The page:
Lexus' flagship sedan is better than ever.
Think of the mega-buck Lexus LS 600h L you see here as a bookend to Toyota's hybrid lineup. For the price of a fleet of Prius Cs, the LS 600h L offers everything most buyers could ever want.
The LS 600h L has been newly revised for 2013 with the brand's rather more aggressive design language inside and out. Yet like its V8-powered LS 460 little brother, the LS 600h L - yes, that name is a mouthful - is hardly a thorough rethink of Lexus' flagship.
But it does represent a shift in direction and a rekindling of Lexus' once-relentless pursuit of perfection for a model that has teetered on irrelevant over the last decade.
If looks could kill
Sharing the unique "spindle grille" that debuted last year on the Lexus GS, the LS is vastly more dynamic looking for 2013. All LS 600h models feature an extended wheelbase (hence the L) in North America, which gives them a slightly too stretched look compared to the more proportional short wheelbase model. Gone for the new year are the jelly bean headlamps and non-descriptive detailing that barely marked its predecessor. In their place, we find hints of chrome and increased complexity through sensual creases and curves. Rounding out the look is a tail end that mimics the front fascia, but the LS' greenhouse is unchanged from before, which serves as yet another a reminder that this 2013 update is a refresh and not a redesign.
Should you find yourself piloting an LS 600h L, you'll feel right at home if you've been in the automaker's latest GS and ES models. Aside from a step up in materials, the low, logically-arranged dashboard and controls are essentially magnified versions of Lexus' other models.
Attractive available bamboo trim (not pictured) denotes this as the hybrid's interior, as does a control knob that lets drivers pick the way they want to operate the 389-horsepower carryover V8 hybrid powertrain mated to a CVT. Select Sport/Sport+ and you'll be rewarded with terrific grunt that belies the quoted 5.5 second 0-60 sprint. In addition, the new electric power steering is tighter, even though it doesn't serve up any additional feel.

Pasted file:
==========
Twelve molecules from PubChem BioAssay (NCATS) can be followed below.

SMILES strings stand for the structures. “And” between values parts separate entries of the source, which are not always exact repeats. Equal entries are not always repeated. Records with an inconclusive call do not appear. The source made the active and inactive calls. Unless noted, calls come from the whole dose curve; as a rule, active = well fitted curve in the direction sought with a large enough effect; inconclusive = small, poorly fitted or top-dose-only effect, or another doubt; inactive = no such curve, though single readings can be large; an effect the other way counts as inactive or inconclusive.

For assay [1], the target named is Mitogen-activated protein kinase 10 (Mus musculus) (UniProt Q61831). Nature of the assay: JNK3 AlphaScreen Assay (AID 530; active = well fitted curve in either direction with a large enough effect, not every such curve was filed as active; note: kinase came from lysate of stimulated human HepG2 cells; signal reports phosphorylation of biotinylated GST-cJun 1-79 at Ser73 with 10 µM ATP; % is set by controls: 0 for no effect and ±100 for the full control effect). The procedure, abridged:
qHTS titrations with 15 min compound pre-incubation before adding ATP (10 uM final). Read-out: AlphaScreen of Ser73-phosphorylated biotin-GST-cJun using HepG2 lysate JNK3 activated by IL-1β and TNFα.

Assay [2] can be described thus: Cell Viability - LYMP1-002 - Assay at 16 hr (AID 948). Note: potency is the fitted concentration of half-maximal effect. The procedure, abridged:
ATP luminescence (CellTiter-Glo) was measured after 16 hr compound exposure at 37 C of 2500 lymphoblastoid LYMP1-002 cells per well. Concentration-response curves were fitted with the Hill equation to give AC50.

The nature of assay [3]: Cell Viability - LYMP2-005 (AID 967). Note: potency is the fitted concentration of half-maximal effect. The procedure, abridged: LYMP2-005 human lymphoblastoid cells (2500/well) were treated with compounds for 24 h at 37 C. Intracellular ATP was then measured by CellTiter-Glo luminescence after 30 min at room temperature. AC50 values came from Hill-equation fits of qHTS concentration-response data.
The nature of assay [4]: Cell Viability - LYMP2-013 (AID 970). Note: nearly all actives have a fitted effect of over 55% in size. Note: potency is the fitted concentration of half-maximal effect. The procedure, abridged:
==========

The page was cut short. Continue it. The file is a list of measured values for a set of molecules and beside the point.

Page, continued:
With its standard all-wheel-drive, the LS 600h L boasts substantial grip and it feels considerably lighter than its 5,200 lbs. curb weight might suggest. A delicate dancer it is not, but it proved commendably composed over the varied terrain we encountered among the saguaro cacti that probably outnumber residents in Tucson, Arizona.
Left in normal mode, the LS 600h L is happy to lope along in utter silence. Smooth is the name of the game here.The hybrid's electric motors do the heavy lifting at a stop or at low speeds, but the LS is so remarkably isolated that you'll have to watch the tachometer to really know what's going on.
Select Eco and you'll find that throttle response has been dialed way, way back. But if you're eco-minded, this isn't the car for you - even though there are plenty of hybrid cues on board. Rated by the EPA at just 19/23 mpg using premium unleaded, the LS 600h L pales in comparison to the BMW ActiveHybrid 7L, a point which underscores the age of this basic platform, even if it might look new inside and out.
Spend just a moment in the LS 600h L's optional Executive rear seat package and you'll be posting a wanted ad for a chauffeur on Craigslist while you enjoy a shiatsu-style massage from multi-adjustable reclining rear throne.
That is, if you're not distracted by the 9-inch Blu-Ray screen that motors down from the ceiling or the wood-finished table that pops up from the expansive center console between the two seats, which Lexus comically refers to as ottomans. Look beyond the Starship Enterprise-sourced control panel and wired massage remote and you'll find a refrigerated console chill beverages (we tried putting PBRs in it, but they inexplicably vanished in favor of a bottle of something unpronounceably fancy every time we looked).
For Pete's sake, there are even three airbags - including a knee airbag - for each rear seat passenger.
Pundits will argue that Hyundai offers these same luxuries at half the price in the Equus, but, well, there's a reason that LSs outnumber Equii in Gangnam. The difference is in the myriad details, an area where Lexus has excelled since dethroning the Germans more than two decades ago.
It might not be perfect, the LS 600h L, but it feels like a flagship once again.
Leftlane's bottom line
Mediocre fuel consumption aside - as if that really matters here - the Lexus LS 600h L is perhaps the finest pampering device on the market for those seeking something without the je ne sais quoi that goes along with a Bentley or Rolls-Royce.
Though intended for a very specialized demographic, the LS 600h L is brilliantly focused at delivering one thing: Elegance at any cost. The only problem is that the pool of buyers wanting those attributes appears to be shrinking every day.
Lexus LS 600h L base price, $119,910.
Words and photos by Andrew Ganz.